Sam Pitroda: People of India don’t have confidence in EVMs

Ritu Jha-

Sam Pitroda, the chairman Indian Overseas Congress, is concerned whether the forthcoming general elections of India will be conducted in a free and fair manner. Urging people to stand up for democracy and speak out against the authoritative rule of the BJP Pitroda, during an interview with indica, raised questions on several aspects of governance in India – right from the vulnerability of the Electronic Voting Machines (EVM) to democratic processes and Congress leader Rahul Gandhi’s 6700 KM march.

While talking about Gandhi’s Bharat Jodo Nyay Yatra march, Pitroda explained the rationale and the necessity for holding a cross-country trek after the Bharat Jodo Yatra held the past year.

“There are several reasons behind this yatra. First, it was the demand of the Congress workers and the public that the east-west regions of India were not covered during the Bharat Jodo Yatra. The demand came from the grassroots. Second is that the first yatra was about the unity of India, we wanted to highlight justice too. India is in a situation where everybody needs justice, whether it is OBC, Dalit, minority, women, farmers, and youth with their jobs. There’s so much injustice going on. The way media and institutions are being controlled and the civil society is undermined, India needs justice now and the Bharat Jodo Nyay Yatra is focused on this urgent necessity.”

But then there is the issue of earning the trust of the electorate before the 2024 elections are held. Generating public trust is the biggest challenge for Congress right now, feels Pitroda. “We hope that the people of India realize at some point before and during the 2024 parliamentary election that this is going to be the most important election in the recent history of India. We are at a crossroads we will have to decide what kind of a nation we want to build. Whether we want to build an authoritarian Hindu country or we want a nation that is more democratic, decentralized, and more secular. If you support a dictatorial approach, the way things are running today, there will not be much public welfare accomplished, nor any jobs created. Only a few people will become very rich,” he said.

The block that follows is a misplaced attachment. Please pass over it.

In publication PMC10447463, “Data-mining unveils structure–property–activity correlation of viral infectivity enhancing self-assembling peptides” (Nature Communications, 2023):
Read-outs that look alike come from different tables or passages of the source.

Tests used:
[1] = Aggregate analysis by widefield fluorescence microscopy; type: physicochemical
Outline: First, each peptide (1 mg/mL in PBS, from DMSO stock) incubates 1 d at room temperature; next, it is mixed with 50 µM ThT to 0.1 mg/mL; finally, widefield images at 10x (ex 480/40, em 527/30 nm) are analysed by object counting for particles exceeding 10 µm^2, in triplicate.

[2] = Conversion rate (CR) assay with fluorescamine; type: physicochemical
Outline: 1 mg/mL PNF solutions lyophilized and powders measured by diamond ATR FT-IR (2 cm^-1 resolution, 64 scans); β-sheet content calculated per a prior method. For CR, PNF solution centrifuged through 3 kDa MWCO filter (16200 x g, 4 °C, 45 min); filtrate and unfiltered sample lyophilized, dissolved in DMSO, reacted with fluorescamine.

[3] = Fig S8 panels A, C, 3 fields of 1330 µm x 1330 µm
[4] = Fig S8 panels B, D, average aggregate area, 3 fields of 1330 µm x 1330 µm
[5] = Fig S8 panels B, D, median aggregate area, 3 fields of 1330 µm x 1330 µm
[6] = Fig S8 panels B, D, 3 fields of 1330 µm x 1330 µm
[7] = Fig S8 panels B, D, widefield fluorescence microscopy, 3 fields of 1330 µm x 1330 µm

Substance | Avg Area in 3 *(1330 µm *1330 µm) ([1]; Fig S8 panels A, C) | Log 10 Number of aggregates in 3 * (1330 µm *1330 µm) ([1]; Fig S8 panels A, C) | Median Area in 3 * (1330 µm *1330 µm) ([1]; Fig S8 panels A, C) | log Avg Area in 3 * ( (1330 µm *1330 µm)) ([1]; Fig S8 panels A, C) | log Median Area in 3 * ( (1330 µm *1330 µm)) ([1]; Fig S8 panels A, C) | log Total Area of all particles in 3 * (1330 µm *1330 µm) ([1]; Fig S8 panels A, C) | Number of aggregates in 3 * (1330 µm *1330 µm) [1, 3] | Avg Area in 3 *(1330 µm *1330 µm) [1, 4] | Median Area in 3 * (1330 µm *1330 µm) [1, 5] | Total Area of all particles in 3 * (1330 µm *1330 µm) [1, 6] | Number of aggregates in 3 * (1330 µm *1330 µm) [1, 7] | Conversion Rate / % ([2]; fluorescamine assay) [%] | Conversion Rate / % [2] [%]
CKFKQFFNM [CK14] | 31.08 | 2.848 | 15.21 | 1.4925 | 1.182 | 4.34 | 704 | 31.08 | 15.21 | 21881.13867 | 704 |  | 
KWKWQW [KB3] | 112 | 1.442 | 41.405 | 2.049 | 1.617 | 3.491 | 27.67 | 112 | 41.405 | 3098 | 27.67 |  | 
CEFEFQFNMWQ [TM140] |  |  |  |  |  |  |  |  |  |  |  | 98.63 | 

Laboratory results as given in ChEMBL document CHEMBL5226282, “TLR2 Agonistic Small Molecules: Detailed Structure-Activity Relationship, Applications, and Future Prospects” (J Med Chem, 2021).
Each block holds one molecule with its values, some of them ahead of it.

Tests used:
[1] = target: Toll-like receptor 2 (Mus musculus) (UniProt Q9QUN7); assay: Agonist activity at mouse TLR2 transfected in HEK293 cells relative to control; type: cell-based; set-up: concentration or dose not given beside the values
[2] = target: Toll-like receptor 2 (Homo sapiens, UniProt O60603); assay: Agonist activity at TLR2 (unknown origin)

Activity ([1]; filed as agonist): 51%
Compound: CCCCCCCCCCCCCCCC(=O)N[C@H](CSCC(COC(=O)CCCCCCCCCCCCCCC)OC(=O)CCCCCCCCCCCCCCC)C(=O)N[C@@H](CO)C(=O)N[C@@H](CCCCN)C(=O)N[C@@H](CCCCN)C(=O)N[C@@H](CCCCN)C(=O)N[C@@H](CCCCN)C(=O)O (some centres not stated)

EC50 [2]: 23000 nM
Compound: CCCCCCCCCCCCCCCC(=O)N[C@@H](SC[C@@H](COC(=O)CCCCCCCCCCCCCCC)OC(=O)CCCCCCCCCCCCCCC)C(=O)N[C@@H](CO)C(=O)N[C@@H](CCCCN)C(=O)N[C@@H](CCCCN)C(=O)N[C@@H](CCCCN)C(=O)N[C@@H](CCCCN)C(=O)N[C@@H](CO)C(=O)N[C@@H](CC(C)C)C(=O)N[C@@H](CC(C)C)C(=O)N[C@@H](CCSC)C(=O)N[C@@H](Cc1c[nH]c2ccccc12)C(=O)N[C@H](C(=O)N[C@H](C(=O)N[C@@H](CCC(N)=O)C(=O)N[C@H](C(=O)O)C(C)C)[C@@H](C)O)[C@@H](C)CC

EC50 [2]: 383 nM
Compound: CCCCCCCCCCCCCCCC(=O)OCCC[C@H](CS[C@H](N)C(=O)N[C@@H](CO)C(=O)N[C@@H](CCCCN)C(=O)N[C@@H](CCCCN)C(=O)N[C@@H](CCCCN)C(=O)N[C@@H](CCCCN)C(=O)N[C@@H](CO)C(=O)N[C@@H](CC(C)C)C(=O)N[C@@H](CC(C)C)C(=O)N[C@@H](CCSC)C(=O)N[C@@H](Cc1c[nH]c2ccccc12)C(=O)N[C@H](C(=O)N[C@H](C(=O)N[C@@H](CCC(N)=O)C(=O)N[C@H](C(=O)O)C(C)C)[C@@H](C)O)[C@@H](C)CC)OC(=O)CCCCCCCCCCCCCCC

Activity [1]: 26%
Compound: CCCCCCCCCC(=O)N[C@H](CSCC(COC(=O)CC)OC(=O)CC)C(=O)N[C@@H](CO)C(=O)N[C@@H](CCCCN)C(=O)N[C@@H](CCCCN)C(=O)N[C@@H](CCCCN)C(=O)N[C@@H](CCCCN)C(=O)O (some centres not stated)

Pitroda said that people in India are afraid to speak out against the authoritarian regime. “I talk to a lot of people who initially say that they support us and then refuse to speak out even in something as innocuous as a press conference. They said that they and their families are afraid of being harassed. A lot of people are afraid. But if this type of fearful India is not something you want, then the people will have to speak up.”

“Justice has been captured, central agencies like the Enforcement Directorate of India have been captured. All agencies are only going after opposition parties. Have you ever heard of any agency going after any BJP guy? Do you think they are all that honest? If they’re that honest, where do you get all this money to bribe everybody? So, the country’s government is acting in an authoritarian style which is not democracy. I just finished writing a book, Idea of Democracy, it’s being published by Penguin and is going to be released in February. The basic idea of democracy is openness, transparency, accessibility, truth, and trust. The present government of India has lost all of that. Lies of the government are being promoted by everybody out of fear. Whatever the government or the Prime Minister say is fine, that is being treated as the ultimate,” Pitroda added.